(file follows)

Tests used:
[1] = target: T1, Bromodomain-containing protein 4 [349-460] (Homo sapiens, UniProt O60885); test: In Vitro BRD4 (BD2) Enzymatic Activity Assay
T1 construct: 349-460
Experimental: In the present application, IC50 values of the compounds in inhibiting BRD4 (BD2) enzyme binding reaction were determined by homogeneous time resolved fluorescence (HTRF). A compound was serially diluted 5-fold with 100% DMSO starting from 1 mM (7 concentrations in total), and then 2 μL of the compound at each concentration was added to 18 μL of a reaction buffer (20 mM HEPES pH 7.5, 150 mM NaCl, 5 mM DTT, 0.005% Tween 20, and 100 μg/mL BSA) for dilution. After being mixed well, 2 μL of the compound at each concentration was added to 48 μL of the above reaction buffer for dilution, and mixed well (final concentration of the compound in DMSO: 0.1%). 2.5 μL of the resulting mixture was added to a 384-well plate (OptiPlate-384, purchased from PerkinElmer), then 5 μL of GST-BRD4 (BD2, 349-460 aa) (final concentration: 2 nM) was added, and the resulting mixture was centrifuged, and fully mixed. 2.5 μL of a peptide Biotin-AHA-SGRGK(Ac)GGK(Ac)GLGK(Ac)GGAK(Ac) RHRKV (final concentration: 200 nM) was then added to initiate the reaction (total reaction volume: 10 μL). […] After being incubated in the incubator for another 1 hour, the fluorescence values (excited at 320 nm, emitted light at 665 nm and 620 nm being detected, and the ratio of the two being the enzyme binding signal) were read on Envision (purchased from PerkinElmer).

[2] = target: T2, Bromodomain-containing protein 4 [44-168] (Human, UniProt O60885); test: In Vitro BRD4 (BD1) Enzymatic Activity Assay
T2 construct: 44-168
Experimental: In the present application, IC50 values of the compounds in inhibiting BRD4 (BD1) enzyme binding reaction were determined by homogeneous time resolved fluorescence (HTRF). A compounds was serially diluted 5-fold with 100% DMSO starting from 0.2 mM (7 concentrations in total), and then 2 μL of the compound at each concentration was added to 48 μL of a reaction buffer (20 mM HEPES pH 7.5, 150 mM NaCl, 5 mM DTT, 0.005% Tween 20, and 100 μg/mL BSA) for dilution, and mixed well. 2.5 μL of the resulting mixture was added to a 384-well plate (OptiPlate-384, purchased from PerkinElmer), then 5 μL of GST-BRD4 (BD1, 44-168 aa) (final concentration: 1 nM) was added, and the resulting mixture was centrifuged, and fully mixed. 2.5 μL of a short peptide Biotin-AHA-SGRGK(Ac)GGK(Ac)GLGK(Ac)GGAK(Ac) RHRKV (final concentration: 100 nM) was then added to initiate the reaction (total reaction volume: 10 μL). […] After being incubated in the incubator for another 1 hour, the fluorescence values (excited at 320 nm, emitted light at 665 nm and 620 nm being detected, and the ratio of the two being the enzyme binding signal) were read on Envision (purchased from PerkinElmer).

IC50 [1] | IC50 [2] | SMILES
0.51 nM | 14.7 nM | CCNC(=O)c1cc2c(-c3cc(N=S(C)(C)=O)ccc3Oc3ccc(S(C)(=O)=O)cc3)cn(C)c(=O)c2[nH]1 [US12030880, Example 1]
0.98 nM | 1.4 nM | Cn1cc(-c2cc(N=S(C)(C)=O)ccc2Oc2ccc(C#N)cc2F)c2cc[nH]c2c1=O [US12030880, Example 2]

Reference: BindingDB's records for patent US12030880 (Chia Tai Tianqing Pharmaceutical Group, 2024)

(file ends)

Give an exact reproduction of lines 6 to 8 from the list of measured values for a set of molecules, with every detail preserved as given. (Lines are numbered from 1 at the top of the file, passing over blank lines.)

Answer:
T2 construct: 44-168
Experimental: In the present application, IC50 values of the compounds in inhibiting BRD4 (BD1) enzyme binding reaction were determined by homogeneous time resolved fluorescence (HTRF). A compounds was serially diluted 5-fold with 100% DMSO starting from 0.2 mM (7 concentrations in total), and then 2 μL of the compound at each concentration was added to 48 μL of a reaction buffer (20 mM HEPES pH 7.5, 150 mM NaCl, 5 mM DTT, 0.005% Tween 20, and 100 μg/mL BSA) for dilution, and mixed well. 2.5 μL of the resulting mixture was added to a 384-well plate (OptiPlate-384, purchased from PerkinElmer), then 5 μL of GST-BRD4 (BD1, 44-168 aa) (final concentration: 1 nM) was added, and the resulting mixture was centrifuged, and fully mixed. 2.5 μL of a short peptide Biotin-AHA-SGRGK(Ac)GGK(Ac)GLGK(Ac)GGAK(Ac) RHRKV (final concentration: 100 nM) was then added to initiate the reaction (total reaction volume: 10 μL). […] After being incubated in the incubator for another 1 hour, the fluorescence values (excited at 320 nm, emitted light at 665 nm and 620 nm being detected, and the ratio of the two being the enzyme binding signal) were read on Envision (purchased from PerkinElmer).

IC50 [1] | IC50 [2] | SMILES